System Architect


1.       Work pre-PO stage to form a Conceptual Process Flow Diagram

2.       Acting as controls agent for project, contact all possible vendors (skid by skid or process 

          area by process area) confirming/isolating those vendors who are responsive, open to accommodating

          project specific needs, as well as verifying all aspects of required electronic documentation

3.       All engineering to get to final vendor selections

4.      Develop engineering for detailed PFD and preliminary P&ID’s (Process and Instrumentation Diagrams)

          begin to lay out following:

          a.       Area Classifications

          b.      Cabinet locations

          c.       IO database

          d.      Instrument Index

          e.      Conduit Routing

          f.       Cable Schedule

5.       Review P&ID’s for the needs of the Project and fill out balance of information to reflect issued for

          construction P&ID’s (there are iterations of review, and the Revisions can easily go to 5-7 Revs)

6.       Generate a estimated time line and hold to the following:
          a.       Generate, update and hold project meetings
          b.      Generate, update and distribute project schedule
          c.       Identify any areas of slippage, concern or cost impacts
          d.      Personally attend to, with Web Ex, phone calls and visits any vendors identified in c directly above
          e.      Witness any required vendor FAT’s
          f.       Purchase small cap project items (instruments, controls, network equip, security cameras)
          g.       Develop test procedures
          h.      Develop loop sheets
          i.        Develop instrument connection diagrams

7.       Develop Process Narrative 

8.       Develop ESD as needed

9.       Design Graphic and Alarm schemes

10.     Transition from design to Implementation as needed, including overall Project Management

Working with your organization, our staff will assimilate your corporate needs into a defined project execution model.  Although our firm has its foundation in controls, our success is based on our ability to manage and execute projects with the client's goals and objectives as overriding requirements. 

We first communicate with your executive staff to understand your business objectives and profit oriented values.  From there, we work with operations, engineering and IT to incorporate the vertical needs of each area, as well as standards, preferences and operational models.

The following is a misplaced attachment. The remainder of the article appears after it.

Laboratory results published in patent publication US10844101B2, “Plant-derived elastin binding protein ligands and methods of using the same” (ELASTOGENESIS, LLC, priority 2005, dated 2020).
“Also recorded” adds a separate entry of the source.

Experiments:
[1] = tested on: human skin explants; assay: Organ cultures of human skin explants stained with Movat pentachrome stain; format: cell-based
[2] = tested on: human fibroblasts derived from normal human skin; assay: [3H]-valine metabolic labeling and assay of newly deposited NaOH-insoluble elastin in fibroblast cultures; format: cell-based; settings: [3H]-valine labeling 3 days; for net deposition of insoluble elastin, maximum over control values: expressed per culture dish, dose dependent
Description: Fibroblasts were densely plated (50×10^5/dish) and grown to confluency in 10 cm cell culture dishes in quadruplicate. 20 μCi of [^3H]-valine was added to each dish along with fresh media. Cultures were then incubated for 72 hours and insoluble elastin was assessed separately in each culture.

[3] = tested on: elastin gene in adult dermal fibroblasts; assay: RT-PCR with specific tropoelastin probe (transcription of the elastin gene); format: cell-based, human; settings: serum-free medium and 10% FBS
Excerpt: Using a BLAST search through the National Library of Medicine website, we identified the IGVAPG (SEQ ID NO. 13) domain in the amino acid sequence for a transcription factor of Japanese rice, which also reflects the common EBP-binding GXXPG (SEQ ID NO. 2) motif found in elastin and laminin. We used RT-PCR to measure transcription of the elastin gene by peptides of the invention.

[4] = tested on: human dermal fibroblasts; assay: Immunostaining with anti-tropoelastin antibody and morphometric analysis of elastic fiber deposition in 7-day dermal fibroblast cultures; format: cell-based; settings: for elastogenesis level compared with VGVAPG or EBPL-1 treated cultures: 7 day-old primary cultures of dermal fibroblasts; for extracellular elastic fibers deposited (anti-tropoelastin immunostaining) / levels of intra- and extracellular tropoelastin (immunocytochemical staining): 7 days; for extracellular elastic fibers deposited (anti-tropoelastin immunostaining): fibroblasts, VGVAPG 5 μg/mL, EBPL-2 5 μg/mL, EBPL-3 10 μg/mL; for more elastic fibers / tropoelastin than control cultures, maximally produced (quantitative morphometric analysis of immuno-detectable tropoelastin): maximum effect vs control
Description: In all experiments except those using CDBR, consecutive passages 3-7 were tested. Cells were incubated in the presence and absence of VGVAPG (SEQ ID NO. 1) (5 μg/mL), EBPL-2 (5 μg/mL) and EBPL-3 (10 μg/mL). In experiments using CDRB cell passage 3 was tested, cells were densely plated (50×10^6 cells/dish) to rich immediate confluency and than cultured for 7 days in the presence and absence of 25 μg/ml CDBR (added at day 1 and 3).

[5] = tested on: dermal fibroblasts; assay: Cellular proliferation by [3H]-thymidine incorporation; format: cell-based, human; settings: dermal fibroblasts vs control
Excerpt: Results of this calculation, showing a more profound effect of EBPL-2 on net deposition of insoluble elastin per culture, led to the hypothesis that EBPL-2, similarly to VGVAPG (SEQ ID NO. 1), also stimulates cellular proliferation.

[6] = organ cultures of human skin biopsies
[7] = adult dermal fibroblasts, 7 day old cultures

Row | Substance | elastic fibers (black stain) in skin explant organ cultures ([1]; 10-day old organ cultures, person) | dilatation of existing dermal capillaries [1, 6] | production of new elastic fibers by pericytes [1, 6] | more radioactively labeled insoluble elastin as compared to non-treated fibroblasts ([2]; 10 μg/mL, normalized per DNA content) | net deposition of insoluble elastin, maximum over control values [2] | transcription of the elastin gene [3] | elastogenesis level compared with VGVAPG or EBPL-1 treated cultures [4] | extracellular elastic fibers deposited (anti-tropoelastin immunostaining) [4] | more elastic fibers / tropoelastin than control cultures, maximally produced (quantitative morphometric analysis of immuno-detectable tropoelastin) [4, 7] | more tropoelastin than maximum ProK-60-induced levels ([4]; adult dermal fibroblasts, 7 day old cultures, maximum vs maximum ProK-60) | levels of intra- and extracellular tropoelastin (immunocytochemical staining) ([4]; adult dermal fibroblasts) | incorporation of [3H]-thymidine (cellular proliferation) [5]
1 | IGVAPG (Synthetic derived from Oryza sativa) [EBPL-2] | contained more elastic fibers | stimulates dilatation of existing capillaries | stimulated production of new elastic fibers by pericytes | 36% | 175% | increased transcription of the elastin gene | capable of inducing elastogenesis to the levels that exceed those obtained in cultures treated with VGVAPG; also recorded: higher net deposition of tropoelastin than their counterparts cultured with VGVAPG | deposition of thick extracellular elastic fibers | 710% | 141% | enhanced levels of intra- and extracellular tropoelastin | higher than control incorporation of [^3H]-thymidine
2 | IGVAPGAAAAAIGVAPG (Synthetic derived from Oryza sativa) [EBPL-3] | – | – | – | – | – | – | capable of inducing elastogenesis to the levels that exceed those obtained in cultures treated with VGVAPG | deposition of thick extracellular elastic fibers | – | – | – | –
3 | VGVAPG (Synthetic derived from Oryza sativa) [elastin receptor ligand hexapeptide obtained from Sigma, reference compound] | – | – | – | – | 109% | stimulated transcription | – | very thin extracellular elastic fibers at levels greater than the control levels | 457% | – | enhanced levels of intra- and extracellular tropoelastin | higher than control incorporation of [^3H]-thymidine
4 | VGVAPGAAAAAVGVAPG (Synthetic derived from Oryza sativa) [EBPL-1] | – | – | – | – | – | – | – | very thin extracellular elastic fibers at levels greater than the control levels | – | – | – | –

At this point, depending on how many divisions and types of projects are undertaken by a company, we begin to separate all of the criteria that apply to a given project type.

At the project specific level, software, hardware, system

elements, communication protocols, network designs as well

as detailed device requirements are identified and folded into

a specification.

Simultaneously, project execution requirements such as

required schedule details, reporting mechanisms and meeting

protocols are defined and made available to project members

for complete project buy-in and expectation setting before any

work begins.

Technical review of project plans, particularly from a controls and process perspective, generally begin early - prior to any PO releases to vendors - to insure that all appropriate language is included in vendor proposals.  Particular attention to deliverables, support and communications are made and defined.

Throughout project execution, our team identifies the weakest links in the project team and works with those firms to inspire them to fulfill their contractual obligations.  As opposed to brow-beating and waiting until it's too late to help the project, we believe in acting quickly and demonstrating through examples and teamwork what the project expects from those vendors who are struggling to supply deliverables.

Site support and management can add value, particularly if scopes are not well defined, which is something we prefer to avoid through thorough understanding of installation details.  In this manner, proposals can be received with details to allow for fixed price as opposed to time and material contracts, which tend to run away from cost controls and by their nature can be challenging to enforce.

Finally, performance requirements can be generated and tested for final acceptance of various aspects of the project, so that a completion checklist can be witnessed and documented and project conclusion can be professionally identified.